But give me The Unbearable Lightness of Being any day, if you want to protest communism.

New toofer. Ray’s working on a new tooth. It must hurt worse than the other ones did — what a grouch! (I catch myself thinking that from time to time and have to laugh. Grouch? Ray? At her worst all you need to do is pick her up and snuggle. Or dance a little. Or bang things together. Just pay attention. What a wonderful child.)

Feel good. I’ve been meaning to send a copy of “Lanes of the Living Dead” to the tabloid the Sun, which publishes short, pulp-type stories. Submit and go forth! I got the address from a friend of mine at work, but it was the address to a similarly-titled magazine. Luckily I checked out the website and decided that the Sun Publications Co., Inc., was not the place to submit “Lanes.” Too much class, or something.

I had a couple of extra copies of the story sitting around, though, so I took them in to work. And made a couple of people laugh.

I feel good.

Joke of the Week.

Every week, I put a joke in the dept. newsletter. They have been bad and worse. I feel no shame in stealing Lee’s jokes, either.

Last Monday’s:

What do you call a big group of short elves with a terrible disease?







…A Leper-con.

Anniversary.

So, yesterday Lee looks me deeply in the eyes (OUCH!) and says, “Uh, did we pass our anniversary?”

I said, “You know what, I think it’s tomorrow.”

“How long has it been, three years?”

“There’s that thing on the wall that says ’98. Four years.”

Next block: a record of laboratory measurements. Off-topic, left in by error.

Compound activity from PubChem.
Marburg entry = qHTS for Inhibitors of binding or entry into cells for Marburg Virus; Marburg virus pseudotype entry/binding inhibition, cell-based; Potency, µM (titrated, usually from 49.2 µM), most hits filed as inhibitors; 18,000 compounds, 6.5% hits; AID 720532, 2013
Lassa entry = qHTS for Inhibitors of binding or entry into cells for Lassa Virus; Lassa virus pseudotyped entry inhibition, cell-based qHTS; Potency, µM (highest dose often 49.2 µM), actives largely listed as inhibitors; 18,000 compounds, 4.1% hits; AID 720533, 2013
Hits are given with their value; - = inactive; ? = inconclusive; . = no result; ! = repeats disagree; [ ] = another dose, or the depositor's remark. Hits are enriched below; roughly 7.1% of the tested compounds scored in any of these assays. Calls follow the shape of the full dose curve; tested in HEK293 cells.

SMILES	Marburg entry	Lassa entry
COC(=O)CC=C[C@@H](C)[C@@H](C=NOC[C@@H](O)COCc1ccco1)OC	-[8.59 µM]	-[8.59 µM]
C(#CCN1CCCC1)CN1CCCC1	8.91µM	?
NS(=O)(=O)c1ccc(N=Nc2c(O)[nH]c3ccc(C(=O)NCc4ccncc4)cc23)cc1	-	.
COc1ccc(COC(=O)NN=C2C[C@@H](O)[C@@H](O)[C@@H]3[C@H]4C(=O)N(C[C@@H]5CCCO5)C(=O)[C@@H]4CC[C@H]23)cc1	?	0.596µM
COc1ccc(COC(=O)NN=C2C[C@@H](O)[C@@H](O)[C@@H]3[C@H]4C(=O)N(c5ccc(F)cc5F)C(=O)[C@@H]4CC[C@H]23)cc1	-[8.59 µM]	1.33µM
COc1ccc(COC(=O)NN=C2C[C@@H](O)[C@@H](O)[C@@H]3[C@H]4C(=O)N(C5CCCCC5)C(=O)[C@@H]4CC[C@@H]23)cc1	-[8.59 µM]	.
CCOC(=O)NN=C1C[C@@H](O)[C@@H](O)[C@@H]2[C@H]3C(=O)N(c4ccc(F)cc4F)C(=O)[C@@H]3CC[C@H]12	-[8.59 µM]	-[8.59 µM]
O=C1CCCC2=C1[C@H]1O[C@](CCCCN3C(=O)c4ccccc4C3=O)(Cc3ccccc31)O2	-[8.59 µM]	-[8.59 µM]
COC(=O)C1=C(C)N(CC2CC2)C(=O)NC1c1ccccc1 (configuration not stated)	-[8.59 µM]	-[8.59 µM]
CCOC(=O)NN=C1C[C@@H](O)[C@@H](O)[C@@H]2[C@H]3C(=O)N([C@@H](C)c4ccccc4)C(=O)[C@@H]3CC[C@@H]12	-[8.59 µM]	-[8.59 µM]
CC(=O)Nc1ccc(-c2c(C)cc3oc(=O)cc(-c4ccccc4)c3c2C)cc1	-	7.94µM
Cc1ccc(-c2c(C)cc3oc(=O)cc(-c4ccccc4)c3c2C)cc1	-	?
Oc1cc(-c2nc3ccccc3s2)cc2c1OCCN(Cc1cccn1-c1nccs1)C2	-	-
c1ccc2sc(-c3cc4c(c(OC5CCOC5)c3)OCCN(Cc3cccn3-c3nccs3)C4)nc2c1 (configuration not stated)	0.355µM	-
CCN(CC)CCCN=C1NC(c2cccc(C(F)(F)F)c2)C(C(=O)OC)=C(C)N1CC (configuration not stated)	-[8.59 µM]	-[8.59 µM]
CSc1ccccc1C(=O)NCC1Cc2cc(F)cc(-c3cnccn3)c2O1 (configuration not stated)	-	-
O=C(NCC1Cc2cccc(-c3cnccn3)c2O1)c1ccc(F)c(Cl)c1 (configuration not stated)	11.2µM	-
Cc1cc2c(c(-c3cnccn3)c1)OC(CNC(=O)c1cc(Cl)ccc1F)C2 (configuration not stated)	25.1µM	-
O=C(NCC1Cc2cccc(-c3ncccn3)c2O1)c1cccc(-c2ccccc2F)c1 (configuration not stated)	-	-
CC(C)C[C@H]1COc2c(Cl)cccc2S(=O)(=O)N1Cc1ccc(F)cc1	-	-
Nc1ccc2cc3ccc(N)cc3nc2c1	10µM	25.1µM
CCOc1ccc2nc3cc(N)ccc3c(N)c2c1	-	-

“Four years? That’s kind of scary.”

“Well, we’ve been dating for six.”

“True.”

Time flies when you’re…uh…what the heck have we been doing?

All self-depreciation aside, woo hoo! Here’s to exchanging every year with someone I love for the rest of my life — a sufficient gift of itself. Thank you, Lee.

Surprise.

Last Saturday, some kind of miraculous day off that we both had off (!), Lee gave me a surprise. First, he disappeared for a few hours with the bebe. Then, he reappeared (with the bebe), and disappeared for several hours downstairs. Finally, he reappeared again. With a pinata.

Very cute, purple dinosaur (not that purple dinosaur) pinata. We still haven’t busted it open. Not to say that we didn’t try. I whacked the dang thing, Lee whacked the dang thing; eventually he stabbed it a couple of times with his sword. Aiieee, take that, ROUS!

Ray got scared, I got sick of whacking it, I eventually just begged Lee to let us pull stuff out of it. Pinatas, as it turns out, are not made of any kind of wussy paper mache. No, it’s layered cardboard. Cultures that partake in pinata customs must turn out children who are well placed to step into the world of professional wrestling. Or something.

It was filled with chocolate and goodies. The goodies were small, plastic toys that you get out of vending machines. God! There must have been upwards of twenty-five of the little buggers. My favorite…hm…probably the little decks of cards with Halloween backs. Grossest: you know the material you make fake boogers out of, the stuff that kids fling at the walls? It sticks to stuff, feels disgusting, doesn’t really leave behind any residue? Yeah. Anyway, taking the prize was a convincingly narsty eyeball. Glow in the dark, by the way, so you can stick it on someone’s face after midnight and scare the piss out of ’em.

And inside each one was another gift, a piece of paper with a “freebie,” many of them…sexual.

Very nice. Mixing both my favorite kinds of sheer delight.

Thank you, Love.

Review. Kung Pow.

Hee hee hee hee hee hee!

I haven’t laughed this hard since Spaceballs.

Feet don’t fail me now.

Quick! Before Ray hits the power button…again!